The Prince is first seen hearing Snow White’s singing in the garden and he exchanges vocals with her in a Romeo & Juliet-like situation. The Queen witnesses this and devises a plan to kill her. By suggesting that The Prince is Death does not necessarily mean he is part of the Queen’s plan, but the fact he appears to Snow White at a convenient time for when the Queen orders Snow White to be killed may suggest that he is following her to her death.

On the other hand, the Prince could alternatively be represented as God. He is, after all, her saviour from the evil Queen (Satan) and after a true love’s kiss, he takes her up to his castle to live happily ever after. The location of his castle increases the spiritual tone of this ending because it is seen within the sky, perhaps identified as Heaven. It may further allow different interpretations of what the castle (and Heaven) looks like because we only see the castle in close-up from a far distance. This may suggest one way or the other as to whether the Prince is God or Death but how ever one interprets it, it may seem evidential here that Snow White did die.

So, what do the other characters in the film represent in relation to Death, God and Satan? The Seven Dwarfs could actually be angels from Heaven, all of whom represent fractions of Snow White’s personality. This could explain why the dwarfs have names for verbs: Doc (which may represent intelligence), Sneezy, Happy, Dopey, Bashful, Sleepy and Grumpy. In the original Brothers Grimm story, the Dwarves don’t actually have names, but these names in the film are characteristics that influence mood. With the evil Queen wanting to kill her, the presence of the Seven Dwarfs could, in her mind, be her conflicting thoughts and dying fantasy for when the Queen does eventually find her. The Dwarves provide her with comfort, a home and security – further eliciting the Guardian Angels analogy they portray. The Dwarves are even present when Snow White apparently dies and the Prince appears before them, further creating the idea that the Prince is God bringing Snow White to Heaven. They seemingly bow before him to save Snow White and when he does, they are all overjoyed.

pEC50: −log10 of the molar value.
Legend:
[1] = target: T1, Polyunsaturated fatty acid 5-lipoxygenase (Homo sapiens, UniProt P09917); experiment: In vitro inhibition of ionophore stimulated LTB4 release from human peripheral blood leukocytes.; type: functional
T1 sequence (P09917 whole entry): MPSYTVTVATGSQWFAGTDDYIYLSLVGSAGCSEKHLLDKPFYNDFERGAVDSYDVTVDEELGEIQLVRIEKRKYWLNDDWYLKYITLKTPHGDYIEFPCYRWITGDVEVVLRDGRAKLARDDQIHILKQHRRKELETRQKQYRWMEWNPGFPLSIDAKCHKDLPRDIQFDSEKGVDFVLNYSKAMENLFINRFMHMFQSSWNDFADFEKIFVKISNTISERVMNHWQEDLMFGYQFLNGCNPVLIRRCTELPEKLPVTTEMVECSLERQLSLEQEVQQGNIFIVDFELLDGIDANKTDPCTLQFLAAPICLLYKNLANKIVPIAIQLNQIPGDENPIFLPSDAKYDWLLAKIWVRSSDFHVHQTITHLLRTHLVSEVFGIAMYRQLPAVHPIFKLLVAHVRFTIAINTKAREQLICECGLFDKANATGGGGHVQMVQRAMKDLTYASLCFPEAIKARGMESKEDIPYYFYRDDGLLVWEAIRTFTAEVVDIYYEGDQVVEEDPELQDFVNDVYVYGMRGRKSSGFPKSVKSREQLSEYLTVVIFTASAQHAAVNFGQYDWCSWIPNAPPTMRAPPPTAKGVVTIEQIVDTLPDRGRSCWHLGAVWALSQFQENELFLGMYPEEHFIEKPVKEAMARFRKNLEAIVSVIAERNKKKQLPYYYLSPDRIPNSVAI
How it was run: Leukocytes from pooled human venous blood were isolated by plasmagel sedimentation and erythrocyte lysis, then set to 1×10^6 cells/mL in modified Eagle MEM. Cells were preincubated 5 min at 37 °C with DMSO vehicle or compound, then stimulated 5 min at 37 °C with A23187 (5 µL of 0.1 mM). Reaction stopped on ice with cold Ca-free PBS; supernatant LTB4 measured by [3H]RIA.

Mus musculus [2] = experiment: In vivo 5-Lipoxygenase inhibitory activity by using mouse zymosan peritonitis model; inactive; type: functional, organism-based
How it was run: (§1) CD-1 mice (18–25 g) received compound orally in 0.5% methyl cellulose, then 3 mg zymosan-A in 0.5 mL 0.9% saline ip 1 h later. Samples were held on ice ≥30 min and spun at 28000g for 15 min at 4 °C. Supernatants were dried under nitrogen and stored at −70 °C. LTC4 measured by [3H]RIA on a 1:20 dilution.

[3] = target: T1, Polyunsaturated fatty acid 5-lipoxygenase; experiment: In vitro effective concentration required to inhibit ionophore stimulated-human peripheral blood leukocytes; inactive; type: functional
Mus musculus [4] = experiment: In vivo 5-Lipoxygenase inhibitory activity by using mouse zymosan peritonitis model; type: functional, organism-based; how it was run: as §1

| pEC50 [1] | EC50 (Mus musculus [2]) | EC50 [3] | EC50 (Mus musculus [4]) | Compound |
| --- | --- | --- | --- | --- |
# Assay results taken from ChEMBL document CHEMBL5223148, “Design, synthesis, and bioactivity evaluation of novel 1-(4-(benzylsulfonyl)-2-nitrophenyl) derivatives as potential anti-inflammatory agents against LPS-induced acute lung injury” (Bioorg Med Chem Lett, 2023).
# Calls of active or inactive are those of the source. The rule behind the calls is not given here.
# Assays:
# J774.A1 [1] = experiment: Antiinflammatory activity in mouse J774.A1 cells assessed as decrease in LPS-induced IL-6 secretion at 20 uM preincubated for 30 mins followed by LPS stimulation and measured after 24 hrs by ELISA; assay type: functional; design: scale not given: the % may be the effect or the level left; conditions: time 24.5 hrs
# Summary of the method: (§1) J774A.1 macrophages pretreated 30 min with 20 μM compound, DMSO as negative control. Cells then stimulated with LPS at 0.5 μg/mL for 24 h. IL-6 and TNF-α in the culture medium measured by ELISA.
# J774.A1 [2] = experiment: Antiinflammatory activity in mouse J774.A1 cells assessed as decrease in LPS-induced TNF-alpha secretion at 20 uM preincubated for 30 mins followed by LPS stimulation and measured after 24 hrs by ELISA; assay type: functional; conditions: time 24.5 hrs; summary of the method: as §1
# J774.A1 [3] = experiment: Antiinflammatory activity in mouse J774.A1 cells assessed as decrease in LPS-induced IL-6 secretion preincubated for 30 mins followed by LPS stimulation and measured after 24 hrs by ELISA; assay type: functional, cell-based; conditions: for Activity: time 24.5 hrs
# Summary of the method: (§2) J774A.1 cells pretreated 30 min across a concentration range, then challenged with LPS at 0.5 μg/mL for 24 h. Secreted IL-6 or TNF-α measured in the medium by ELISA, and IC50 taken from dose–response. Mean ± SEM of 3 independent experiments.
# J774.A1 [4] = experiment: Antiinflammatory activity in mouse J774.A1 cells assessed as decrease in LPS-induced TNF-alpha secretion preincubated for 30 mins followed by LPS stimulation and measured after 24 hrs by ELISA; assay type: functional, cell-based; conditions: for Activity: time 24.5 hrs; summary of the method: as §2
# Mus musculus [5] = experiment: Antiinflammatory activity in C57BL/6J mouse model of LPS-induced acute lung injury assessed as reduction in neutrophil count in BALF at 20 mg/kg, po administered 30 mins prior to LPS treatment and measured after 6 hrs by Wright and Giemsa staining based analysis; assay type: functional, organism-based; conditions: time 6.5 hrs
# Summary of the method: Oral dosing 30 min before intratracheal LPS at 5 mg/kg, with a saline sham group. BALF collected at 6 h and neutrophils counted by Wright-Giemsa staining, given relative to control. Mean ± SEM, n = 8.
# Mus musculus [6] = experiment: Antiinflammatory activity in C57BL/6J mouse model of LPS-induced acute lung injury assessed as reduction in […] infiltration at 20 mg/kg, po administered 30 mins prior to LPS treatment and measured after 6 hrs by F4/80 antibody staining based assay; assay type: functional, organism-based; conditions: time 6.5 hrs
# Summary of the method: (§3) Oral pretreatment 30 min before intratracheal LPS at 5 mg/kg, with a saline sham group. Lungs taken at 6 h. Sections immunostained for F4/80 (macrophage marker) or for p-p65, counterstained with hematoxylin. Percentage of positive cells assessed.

The question remains, though – did Snow White wake up to her true love and live happily after or did she really die and God or Death subtlety departed to heaven with her? The idea of surviving certainly adds value to the happy ending that Disney wanted, but that she died and went to heaven may argue the overlooked spiritual themes and representations of the film. It may also, though, why there’s not been a sequel. Snow White and the Seven Dwarfs may be considered the scariest Disney animation and ideas suggesting Biblical and spiritual connections would also make it Disney’s darkest feature.